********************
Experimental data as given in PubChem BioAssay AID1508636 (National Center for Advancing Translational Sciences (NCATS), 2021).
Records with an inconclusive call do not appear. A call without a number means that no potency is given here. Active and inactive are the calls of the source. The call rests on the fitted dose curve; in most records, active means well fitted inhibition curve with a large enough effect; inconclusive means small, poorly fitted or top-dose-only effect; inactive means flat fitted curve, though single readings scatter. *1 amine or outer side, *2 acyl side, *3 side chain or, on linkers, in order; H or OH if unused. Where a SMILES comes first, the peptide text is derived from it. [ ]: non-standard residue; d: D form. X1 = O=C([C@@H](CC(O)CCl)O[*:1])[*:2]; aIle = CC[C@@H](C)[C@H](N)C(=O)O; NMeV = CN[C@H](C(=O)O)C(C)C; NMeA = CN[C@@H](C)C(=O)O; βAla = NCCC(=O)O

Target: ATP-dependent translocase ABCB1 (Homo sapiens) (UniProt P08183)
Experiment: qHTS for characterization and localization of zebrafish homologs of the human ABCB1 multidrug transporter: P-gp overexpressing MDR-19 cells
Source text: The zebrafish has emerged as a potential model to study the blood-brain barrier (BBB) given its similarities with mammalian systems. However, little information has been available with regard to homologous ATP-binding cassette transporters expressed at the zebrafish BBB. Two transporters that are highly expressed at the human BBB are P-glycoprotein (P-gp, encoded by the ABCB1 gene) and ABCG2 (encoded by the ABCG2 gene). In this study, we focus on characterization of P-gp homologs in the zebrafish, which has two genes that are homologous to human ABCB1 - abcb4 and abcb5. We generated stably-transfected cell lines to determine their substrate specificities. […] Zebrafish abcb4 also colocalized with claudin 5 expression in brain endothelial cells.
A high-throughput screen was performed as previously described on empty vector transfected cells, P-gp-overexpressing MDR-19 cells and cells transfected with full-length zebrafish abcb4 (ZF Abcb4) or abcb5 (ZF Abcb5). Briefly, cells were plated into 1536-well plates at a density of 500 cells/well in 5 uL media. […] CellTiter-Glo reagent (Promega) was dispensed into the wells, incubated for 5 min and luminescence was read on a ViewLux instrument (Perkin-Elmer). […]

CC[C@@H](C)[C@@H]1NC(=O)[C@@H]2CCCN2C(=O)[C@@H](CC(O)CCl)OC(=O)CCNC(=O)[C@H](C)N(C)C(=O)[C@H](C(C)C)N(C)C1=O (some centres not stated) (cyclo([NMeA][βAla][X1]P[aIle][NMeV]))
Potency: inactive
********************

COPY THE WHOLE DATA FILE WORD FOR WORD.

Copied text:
Experimental data as given in PubChem BioAssay AID1508636 (National Center for Advancing Translational Sciences (NCATS), 2021).
Records with an inconclusive call do not appear. A call without a number means that no potency is given here. Active and inactive are the calls of the source. The call rests on the fitted dose curve; in most records, active means well fitted inhibition curve with a large enough effect; inconclusive means small, poorly fitted or top-dose-only effect; inactive means flat fitted curve, though single readings scatter. *1 amine or outer side, *2 acyl side, *3 side chain or, on linkers, in order; H or OH if unused. Where a SMILES comes first, the peptide text is derived from it. [ ]: non-standard residue; d: D form. X1 = O=C([C@@H](CC(O)CCl)O[*:1])[*:2]; aIle = CC[C@@H](C)[C@H](N)C(=O)O; NMeV = CN[C@H](C(=O)O)C(C)C; NMeA = CN[C@@H](C)C(=O)O; βAla = NCCC(=O)O

Target: ATP-dependent translocase ABCB1 (Homo sapiens) (UniProt P08183)
Experiment: qHTS for characterization and localization of zebrafish homologs of the human ABCB1 multidrug transporter: P-gp overexpressing MDR-19 cells
Source text: The zebrafish has emerged as a potential model to study the blood-brain barrier (BBB) given its similarities with mammalian systems. However, little information has been available with regard to homologous ATP-binding cassette transporters expressed at the zebrafish BBB. Two transporters that are highly expressed at the human BBB are P-glycoprotein (P-gp, encoded by the ABCB1 gene) and ABCG2 (encoded by the ABCG2 gene). In this study, we focus on characterization of P-gp homologs in the zebrafish, which has two genes that are homologous to human ABCB1 - abcb4 and abcb5. We generated stably-transfected cell lines to determine their substrate specificities. […] Zebrafish abcb4 also colocalized with claudin 5 expression in brain endothelial cells.
A high-throughput screen was performed as previously described on empty vector transfected cells, P-gp-overexpressing MDR-19 cells and cells transfected with full-length zebrafish abcb4 (ZF Abcb4) or abcb5 (ZF Abcb5). Briefly, cells were plated into 1536-well plates at a density of 500 cells/well in 5 uL media. […] CellTiter-Glo reagent (Promega) was dispensed into the wells, incubated for 5 min and luminescence was read on a ViewLux instrument (Perkin-Elmer). […]

CC[C@@H](C)[C@@H]1NC(=O)[C@@H]2CCCN2C(=O)[C@@H](CC(O)CCl)OC(=O)CCNC(=O)[C@H](C)N(C)C(=O)[C@H](C(C)C)N(C)C1=O (some centres not stated) (cyclo([NMeA][βAla][X1]P[aIle][NMeV]))
Potency: inactive